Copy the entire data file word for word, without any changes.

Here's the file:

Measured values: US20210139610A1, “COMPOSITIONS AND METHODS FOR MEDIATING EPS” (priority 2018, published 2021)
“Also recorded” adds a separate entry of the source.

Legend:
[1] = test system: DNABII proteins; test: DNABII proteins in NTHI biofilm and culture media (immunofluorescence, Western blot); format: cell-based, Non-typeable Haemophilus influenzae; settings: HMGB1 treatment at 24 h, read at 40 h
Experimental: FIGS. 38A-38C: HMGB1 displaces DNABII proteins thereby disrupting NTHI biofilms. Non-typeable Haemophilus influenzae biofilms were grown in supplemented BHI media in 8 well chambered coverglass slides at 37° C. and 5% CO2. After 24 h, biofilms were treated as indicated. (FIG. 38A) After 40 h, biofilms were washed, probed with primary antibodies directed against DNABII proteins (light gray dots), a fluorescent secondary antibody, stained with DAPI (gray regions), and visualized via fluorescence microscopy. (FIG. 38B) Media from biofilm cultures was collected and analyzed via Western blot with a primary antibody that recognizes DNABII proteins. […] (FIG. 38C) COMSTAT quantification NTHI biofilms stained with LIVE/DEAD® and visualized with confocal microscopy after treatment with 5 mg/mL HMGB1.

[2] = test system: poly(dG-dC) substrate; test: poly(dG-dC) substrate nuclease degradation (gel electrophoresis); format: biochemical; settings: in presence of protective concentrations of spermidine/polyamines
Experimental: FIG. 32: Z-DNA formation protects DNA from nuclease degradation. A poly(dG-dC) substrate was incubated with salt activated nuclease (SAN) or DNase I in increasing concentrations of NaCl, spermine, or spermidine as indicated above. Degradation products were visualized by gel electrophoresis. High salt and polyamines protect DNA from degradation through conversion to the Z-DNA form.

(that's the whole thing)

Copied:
Measured values: US20210139610A1, “COMPOSITIONS AND METHODS FOR MEDIATING EPS” (priority 2018, published 2021)
“Also recorded” adds a separate entry of the source.

Legend:
[1] = test system: DNABII proteins; test: DNABII proteins in NTHI biofilm and culture media (immunofluorescence, Western blot); format: cell-based, Non-typeable Haemophilus influenzae; settings: HMGB1 treatment at 24 h, read at 40 h
Experimental: FIGS. 38A-38C: HMGB1 displaces DNABII proteins thereby disrupting NTHI biofilms. Non-typeable Haemophilus influenzae biofilms were grown in supplemented BHI media in 8 well chambered coverglass slides at 37° C. and 5% CO2. After 24 h, biofilms were treated as indicated. (FIG. 38A) After 40 h, biofilms were washed, probed with primary antibodies directed against DNABII proteins (light gray dots), a fluorescent secondary antibody, stained with DAPI (gray regions), and visualized via fluorescence microscopy. (FIG. 38B) Media from biofilm cultures was collected and analyzed via Western blot with a primary antibody that recognizes DNABII proteins. […] (FIG. 38C) COMSTAT quantification NTHI biofilms stained with LIVE/DEAD® and visualized with confocal microscopy after treatment with 5 mg/mL HMGB1.

[2] = test system: poly(dG-dC) substrate; test: poly(dG-dC) substrate nuclease degradation (gel electrophoresis); format: biochemical; settings: in presence of protective concentrations of spermidine/polyamines
Experimental: FIG. 32: Z-DNA formation protects DNA from nuclease degradation. A poly(dG-dC) substrate was incubated with salt activated nuclease (SAN) or DNase I in increasing concentrations of NaCl, spermine, or spermidine as indicated above. Degradation products were visualized by gel electrophoresis. High salt and polyamines protect DNA from degradation through conversion to the Z-DNA form.